CDT day 99: A shepherd, a sheepdog and climbing to 12,000 feet

August 11
Mileage: 26
1896.5 miles hiked

I’m sitting on the ground eating breakfast when a man walks up, a big white dog trotting behind him. The man is Latino, wears jeans and work boots. A plastic sack, one quarter full of dog food, is slung over his shoulder.

The man stops and smiles. He points up the trail towards distant meadows and explains that he’s a sheep herder. He doesn’t speak english. What am I doing here?

I try and wrack my brain for the last bit of spanish lodged there. I’m walking from Canada to Mexico, I say. A hundred people do it every year.

“Are you married?” He says, eyeing me. “Where is your husband? Do you have children?”

I try and think how to answer his questions. I can tell from the way he’s looking at me that he thinks of women as property- and here’s an unclaimed one, just sitting on the ground in her sleeping bag, eating granola. But he doesn’t seem creepy, really. Just hopeful.

“I am married,” I say. “No children.”

“Don’t you want children?” He says. Then, looking at my pile of gear on the ground- “Don’t you get cold? What do you eat?”

I show him my food bag. “Chips. Jerky. Bars. What do you eat?”

“Potatoes,” says the man amicably. His big white dog, previously shy, has sidled up to me and is now lolling about on my collapsed tarp.

“And sheep?” I say.

“Sometimes sheep.”

The man’s face is weathered and dark beneath his baseball cap, his hands gnarled. He smiles and tells me he is thirty years old. I imagine that he’s always been a shepherd, moving through these mountains with his flocks of sheep. Then he asks, inexplicably-

“Aren’t you afraid of bears?”

“No,” I say. “When the bears see me they scream and run away.”

The man laughs at this, and then he leans over and reaches for the cup of granola in my hands.

“No!” I say. “Goodbye!”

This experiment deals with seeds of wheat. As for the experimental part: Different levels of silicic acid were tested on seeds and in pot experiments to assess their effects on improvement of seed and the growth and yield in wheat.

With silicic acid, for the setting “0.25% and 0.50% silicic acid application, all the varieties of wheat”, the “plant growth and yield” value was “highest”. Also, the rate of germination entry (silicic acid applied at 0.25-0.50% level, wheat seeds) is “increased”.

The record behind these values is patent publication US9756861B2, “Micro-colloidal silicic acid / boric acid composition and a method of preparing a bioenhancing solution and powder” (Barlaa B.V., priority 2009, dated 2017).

The man backs away with a million polite apologies. I say goodbye again, less awkwardly. We wave at each other and then he’s gone, walking slowly up the trail with the sack of dogfood over his shoulder. I think about what it means to be a woman hiking alone- certain types of people might assume you’re an easy victim. This man meant me no harm, he was just curious. But what if I crossed paths with someone shadier? I shouldn’t camp next to the trail, I remind myself. I know this. It’s just been a while since I camped solo. I should always set up my tarp somewhere out of sight.

Fifteen minutes later I’m packing up and I hear a noise- it’s the man’s big white dog, standing in the clearing watching me.

“Hello,” I say.

The dog follows me at a respectful distance for about a mile, to a river crossing where the bridge is out. I rock hop to a partially submerged log, and scoot my way up the log to the opposite bank. It’s not the best crossing, and I don’t even keep my feet dry- it’s just the one that was in front of me, and I didn’t feel like looking for a better one. I turn to see the dog rock-hopping where I crossed, and then scooting up the log on his belly. Well how about that, I think. The dog comes over to me and I notice suddenly how thin he is under his white fluff, how mangy and scabby his face is. He half wriggles with happiness/half cringes while I pet him. Food, I think. You really really really want food.

I walk down the bank to fill my water bottles and when I turn around I see the dog nosing my pack.

“No!” I say. “Hey!” The dog ignores me, so I throw a rock in his general direction. All dogs everywhere understand the language of the thrown rock. The dog lopes away and then turns back theatrically, a hurt look on his face.

I thought we were… friends? I thought you might have some… food?

I watch the dog sidle down the log and rock-hop back across the river. He pads up the trail and is gone.

I am not as tired today as I was yesterday. That feels nice. I turn on my audiobook and cruise on autopilot. I’m climbing, today, from 8400 ft up to 12,000 feet, over the course of seven miles. I take my time with this climb, stopping for lots of breaks. Up top I’m in an alpine wonderland of small clear tarns, jumbles of boulders, lumpy meadows full of flowers. Thin air. The big sky clouds over and it starts to drizzle, but it’s not too cold. The view is beautiful- mountains in all directions, valleys down below. The drizzle follows me all the way to camp. I reach a glassy lake ringed in pines right at dusk, throw up my tarp against the rain. 10,800 feet. Inside the tarp I am safe, I am dry. I arrange my things around me in the dark. Tomorrow is Steamboat Springs!

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